The sailors’ story of Psalm 107 is told in verses 23-30.

23 They that go down to the sea in ships, that do business in great waters;

If there is any group of people who should appreciate God for His deliverance from an angry sea, it should be this group of people because the sea is where they conduct their business.

24 These see the works of the Lord, and his wonders in the deep.

These are the people who can see just how beautiful the sea is when the weather is good. Its quiet and majestic beauty is breathtaking. On the other hand, they also know that the sea can be horrible when the weather is terrible. I lived through a terrible hurricane named Carla when I was 16 years old, and I saw her firsthand effects on Galveston Island. I know that the stormy sea can be awful! What a frightful place that ship must have been.

25 For he commandeth, and raiseth the stormy wind, which lifteth up the waves thereof.

The “he” in this verse refers to God Himself. Only God has the power to raise this kind of storm and lift the waves in this manner. As a little girl, I remember that my Grandmother would make us sit and be still in a storm because God was doing His work. If men were wise today, they would have a greater appreciation for God and His incredible power. I’m not saying that every storm is an act of God’s anger, but it would be wise for men to recognize that He has the power to stir up a storm. And yes, adverse circumstances could very well result from God’s anger at our bad behavior.

26 They mount up to the heaven, they go down again to the depths: their soul is melted because of trouble.

Try to imagine with me how it might have been for the sailors on this ship. At first, the waves appear to take the ship as high up as a mountain. Then, it pauses at this height for a moment. Inhabitants of the ship see the valley of the wave on both sides. In the distance, they see the mountains of other waves. The sound of the mighty wind is so loud that it threatens to shatter their eardrums. Suddenly, the tide runs from beneath them, and the ship takes a deep plunge into the watery valley of death below.

27 They reel to and fro, and stagger like a drunken man, and are at their wits’ end.

The battering of the winds, the waves, and the fright would cause some men to lose their minds. For some, all hope is gone. The physical abuse of the ship’s winds makes it feel as though the ship will either be crushed or torn apart. The men wait, some of them expecting to be destroyed. They reel and rock with the movement of the sea; it is challenging to keep their balance. Can you imagine how it would feel to have your very foundation shifting like that? We depend on the place that we stand on to be sturdy, still, and safe. It must be overwhelming to have your very foundation shifting. For these men, the years of experience of the crew did not matter. These men needed God’s help in the worst way.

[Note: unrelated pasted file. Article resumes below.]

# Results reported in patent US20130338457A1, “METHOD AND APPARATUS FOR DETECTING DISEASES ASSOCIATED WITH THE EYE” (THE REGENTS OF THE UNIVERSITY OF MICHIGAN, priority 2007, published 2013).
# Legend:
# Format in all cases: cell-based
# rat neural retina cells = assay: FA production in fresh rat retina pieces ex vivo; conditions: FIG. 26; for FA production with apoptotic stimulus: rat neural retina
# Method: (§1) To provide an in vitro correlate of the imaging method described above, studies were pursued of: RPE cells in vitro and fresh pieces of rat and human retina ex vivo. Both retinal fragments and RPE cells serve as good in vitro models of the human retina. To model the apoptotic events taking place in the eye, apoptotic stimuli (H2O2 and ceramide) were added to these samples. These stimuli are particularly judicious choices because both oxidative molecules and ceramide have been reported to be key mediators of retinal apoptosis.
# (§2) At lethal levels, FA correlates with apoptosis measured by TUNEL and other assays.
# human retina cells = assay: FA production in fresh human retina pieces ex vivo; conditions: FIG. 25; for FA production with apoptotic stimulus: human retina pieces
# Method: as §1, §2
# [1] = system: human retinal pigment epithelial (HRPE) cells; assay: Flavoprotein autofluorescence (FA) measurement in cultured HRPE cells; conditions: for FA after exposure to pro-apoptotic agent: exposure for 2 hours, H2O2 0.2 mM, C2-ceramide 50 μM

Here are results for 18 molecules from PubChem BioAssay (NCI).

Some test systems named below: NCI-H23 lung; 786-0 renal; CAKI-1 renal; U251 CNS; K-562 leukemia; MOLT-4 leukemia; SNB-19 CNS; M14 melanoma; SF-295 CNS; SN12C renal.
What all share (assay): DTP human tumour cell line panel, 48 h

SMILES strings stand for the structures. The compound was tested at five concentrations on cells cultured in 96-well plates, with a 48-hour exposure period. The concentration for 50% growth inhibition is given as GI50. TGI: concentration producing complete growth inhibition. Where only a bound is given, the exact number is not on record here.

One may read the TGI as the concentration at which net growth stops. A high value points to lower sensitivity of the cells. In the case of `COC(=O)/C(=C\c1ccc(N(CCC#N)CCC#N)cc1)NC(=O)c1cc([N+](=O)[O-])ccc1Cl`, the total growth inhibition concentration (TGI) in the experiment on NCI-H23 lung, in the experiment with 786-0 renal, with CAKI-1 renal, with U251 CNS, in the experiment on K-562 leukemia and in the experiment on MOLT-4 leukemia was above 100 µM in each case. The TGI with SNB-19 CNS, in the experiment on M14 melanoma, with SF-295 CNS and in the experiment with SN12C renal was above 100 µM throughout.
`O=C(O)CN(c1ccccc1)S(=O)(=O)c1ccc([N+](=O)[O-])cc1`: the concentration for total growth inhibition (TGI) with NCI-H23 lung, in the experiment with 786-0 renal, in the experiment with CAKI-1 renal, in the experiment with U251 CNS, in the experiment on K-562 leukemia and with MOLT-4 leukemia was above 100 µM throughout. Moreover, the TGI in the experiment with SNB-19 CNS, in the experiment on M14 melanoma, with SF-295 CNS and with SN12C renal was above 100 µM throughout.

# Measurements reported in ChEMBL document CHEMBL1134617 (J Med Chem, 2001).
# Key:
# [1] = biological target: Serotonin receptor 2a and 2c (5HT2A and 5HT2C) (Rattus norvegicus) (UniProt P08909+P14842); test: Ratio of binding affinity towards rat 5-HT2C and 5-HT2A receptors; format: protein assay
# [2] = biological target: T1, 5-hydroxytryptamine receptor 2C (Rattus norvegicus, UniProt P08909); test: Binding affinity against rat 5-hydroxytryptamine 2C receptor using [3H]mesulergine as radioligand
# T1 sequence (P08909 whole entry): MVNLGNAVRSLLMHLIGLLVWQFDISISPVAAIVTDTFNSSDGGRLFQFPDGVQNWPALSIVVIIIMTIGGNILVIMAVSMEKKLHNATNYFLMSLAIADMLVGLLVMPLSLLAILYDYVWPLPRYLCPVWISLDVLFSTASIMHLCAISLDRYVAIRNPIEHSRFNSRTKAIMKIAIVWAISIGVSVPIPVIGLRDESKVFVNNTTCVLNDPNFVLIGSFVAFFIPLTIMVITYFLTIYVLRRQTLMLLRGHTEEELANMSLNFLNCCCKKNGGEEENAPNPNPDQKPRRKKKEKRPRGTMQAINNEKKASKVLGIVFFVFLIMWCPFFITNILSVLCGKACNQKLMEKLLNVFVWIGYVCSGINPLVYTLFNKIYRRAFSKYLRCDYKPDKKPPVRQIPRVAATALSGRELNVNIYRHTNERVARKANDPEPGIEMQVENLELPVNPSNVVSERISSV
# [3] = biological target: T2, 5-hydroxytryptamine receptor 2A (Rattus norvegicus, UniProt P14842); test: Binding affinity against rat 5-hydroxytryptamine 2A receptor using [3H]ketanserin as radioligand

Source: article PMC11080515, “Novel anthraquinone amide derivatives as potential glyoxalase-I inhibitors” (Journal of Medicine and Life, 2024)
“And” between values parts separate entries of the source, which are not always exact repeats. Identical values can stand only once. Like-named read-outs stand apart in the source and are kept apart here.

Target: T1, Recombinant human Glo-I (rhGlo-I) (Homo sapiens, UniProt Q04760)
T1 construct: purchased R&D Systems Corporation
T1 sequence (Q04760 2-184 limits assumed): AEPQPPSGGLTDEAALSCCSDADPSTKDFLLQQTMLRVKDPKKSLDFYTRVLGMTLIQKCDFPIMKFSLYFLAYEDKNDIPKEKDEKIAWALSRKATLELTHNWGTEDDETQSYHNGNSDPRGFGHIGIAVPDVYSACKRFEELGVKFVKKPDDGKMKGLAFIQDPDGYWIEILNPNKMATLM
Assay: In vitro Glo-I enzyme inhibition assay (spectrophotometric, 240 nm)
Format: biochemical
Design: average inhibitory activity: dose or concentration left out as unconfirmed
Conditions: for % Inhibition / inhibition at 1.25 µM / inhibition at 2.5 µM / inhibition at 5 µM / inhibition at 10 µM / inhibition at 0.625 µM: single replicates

28 Then they cry unto the Lord in their trouble, and he bringeth them out of their distresses.

The men humbled themselves and made a wise decision. They cried out to God, who was the only one who could deliver them. They cried, “Oh God, save us!” Buddha couldn’t do it. Mohammed couldn’t do it. This storm required a living God of Power, and they had sense enough to know it. And what did He do when they cried out? The 29th verse tells us.

29 He maketh the storm a calm, so that the waves thereof are still.

I don’t believe God had to yell at the storm. He didn’t have to say, “Hey! Waves, stop that”. He didn’t have to grab the whirlwind and shake it to make it stop. Remember how our Moms would give us “the look” in the grocery store when we were acting up? We knew that look meant that we needed to stop it! Immediately? I believe God just gave the storm the “look,” and all was well. That’s our God of power. That’s our God of might. And what happened after the storm ended?

30 Then are they glad because they be quiet; so he bringeth them unto their desired haven.

When God quieted the sea, the sailors immediately saw good weather. The dolphins were jumping again, and the sun was shining. The waves were gentle, and a cool breeze was blowing. The sea appeared as though nothing had ever happened to it. These were some happy men. With their newfound Peace, God quickly took them to where they were trying to go. Don’t you imagine they had a beautiful story to tell their families, friends, and neighbors about the goodness of God?

I’m reminded of another situation in the New Testament when Jesus’s disciples had a similar experience. It is found in Mark 4:35-41.

35 And the same day, when the even was come, he saith unto them, Let us pass over unto the other side.